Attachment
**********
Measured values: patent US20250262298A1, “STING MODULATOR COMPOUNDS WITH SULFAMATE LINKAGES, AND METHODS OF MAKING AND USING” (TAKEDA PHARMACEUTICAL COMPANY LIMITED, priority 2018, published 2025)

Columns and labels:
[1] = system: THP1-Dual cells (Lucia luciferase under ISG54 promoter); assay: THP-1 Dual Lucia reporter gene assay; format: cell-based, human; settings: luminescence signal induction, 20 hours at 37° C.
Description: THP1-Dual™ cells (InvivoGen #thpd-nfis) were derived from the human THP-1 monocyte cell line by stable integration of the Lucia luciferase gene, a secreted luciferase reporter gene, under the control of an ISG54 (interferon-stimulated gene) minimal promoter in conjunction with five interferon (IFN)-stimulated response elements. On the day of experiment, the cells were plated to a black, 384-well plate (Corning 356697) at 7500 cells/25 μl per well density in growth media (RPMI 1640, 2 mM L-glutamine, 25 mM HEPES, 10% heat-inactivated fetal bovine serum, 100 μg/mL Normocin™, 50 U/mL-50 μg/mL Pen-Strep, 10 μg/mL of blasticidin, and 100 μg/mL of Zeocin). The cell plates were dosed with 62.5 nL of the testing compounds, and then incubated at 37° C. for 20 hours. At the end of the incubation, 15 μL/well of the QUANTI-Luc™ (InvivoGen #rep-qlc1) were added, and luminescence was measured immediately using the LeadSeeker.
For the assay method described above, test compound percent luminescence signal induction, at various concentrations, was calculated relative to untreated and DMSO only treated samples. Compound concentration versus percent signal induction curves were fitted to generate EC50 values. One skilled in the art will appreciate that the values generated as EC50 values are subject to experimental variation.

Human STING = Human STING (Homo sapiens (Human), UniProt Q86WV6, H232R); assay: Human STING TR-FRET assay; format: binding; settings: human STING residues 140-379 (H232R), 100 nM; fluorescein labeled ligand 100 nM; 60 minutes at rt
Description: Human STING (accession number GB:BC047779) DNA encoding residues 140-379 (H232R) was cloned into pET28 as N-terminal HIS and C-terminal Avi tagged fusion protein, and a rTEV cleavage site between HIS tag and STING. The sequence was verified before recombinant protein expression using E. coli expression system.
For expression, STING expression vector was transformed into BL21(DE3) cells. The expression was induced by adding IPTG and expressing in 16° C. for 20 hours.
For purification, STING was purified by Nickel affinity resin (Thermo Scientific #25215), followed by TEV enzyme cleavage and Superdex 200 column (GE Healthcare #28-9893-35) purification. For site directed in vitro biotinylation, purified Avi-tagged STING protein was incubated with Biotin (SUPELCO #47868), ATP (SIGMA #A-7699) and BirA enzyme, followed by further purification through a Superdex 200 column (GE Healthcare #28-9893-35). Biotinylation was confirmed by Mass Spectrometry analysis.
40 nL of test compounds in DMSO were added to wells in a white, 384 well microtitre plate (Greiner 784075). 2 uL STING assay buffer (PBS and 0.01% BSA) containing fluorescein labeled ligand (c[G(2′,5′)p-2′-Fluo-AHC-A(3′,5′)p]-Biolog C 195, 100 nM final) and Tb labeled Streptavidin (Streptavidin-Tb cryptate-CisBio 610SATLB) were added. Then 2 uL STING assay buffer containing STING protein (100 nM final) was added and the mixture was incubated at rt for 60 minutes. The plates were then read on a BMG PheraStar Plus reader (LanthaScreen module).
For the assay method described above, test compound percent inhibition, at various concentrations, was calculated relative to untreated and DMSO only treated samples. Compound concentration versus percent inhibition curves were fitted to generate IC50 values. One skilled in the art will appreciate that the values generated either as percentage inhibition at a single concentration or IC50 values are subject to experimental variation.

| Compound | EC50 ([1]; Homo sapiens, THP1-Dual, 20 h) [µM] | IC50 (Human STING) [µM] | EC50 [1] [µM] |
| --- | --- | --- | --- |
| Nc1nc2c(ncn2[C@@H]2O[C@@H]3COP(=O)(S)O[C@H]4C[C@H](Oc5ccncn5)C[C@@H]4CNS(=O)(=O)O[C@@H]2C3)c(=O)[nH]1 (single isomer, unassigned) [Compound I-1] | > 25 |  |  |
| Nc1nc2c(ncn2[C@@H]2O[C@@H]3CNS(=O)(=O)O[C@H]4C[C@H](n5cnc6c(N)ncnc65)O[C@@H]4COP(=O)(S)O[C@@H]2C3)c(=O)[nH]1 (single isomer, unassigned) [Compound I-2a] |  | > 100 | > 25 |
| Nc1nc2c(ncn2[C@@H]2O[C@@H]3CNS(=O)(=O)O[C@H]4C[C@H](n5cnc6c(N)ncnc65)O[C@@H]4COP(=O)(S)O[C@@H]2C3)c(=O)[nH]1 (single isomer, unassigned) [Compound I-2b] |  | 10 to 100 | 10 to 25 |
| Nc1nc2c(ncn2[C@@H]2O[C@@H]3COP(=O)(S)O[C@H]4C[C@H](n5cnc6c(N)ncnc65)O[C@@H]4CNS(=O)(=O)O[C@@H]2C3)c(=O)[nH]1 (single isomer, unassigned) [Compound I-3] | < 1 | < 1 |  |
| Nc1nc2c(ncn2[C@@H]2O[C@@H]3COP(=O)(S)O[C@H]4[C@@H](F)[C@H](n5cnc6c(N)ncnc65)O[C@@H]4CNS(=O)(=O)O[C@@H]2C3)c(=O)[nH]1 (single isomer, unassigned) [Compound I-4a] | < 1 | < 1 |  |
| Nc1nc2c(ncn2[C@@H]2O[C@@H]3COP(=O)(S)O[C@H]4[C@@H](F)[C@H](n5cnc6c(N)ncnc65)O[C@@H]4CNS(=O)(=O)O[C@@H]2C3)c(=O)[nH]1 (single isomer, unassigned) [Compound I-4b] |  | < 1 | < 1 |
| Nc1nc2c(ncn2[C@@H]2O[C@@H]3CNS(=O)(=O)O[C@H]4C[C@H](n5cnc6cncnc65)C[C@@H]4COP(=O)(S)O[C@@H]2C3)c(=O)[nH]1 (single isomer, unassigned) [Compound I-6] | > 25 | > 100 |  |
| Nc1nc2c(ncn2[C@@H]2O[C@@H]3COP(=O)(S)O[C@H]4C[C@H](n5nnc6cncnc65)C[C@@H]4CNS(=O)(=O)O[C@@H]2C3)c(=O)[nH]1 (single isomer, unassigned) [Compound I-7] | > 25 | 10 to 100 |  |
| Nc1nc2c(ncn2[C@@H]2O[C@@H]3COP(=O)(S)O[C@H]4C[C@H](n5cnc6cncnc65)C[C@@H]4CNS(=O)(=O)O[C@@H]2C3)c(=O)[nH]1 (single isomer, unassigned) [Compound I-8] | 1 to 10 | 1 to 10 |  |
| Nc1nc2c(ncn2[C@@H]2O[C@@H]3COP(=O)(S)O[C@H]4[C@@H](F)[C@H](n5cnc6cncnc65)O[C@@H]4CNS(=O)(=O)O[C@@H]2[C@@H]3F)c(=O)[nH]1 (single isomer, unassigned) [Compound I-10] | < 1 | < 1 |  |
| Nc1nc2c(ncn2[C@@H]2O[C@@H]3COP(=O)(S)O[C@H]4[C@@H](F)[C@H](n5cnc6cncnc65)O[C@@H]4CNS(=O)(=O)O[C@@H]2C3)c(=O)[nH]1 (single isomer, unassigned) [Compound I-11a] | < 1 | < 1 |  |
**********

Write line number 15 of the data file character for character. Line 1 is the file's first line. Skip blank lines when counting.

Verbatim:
| Nc1nc2c(ncn2[C@@H]2O[C@@H]3CNS(=O)(=O)O[C@H]4C[C@H](n5cnc6c(N)ncnc65)O[C@@H]4COP(=O)(S)O[C@@H]2C3)c(=O)[nH]1 (single isomer, unassigned) [Compound I-2a] |  | > 100 | > 25 |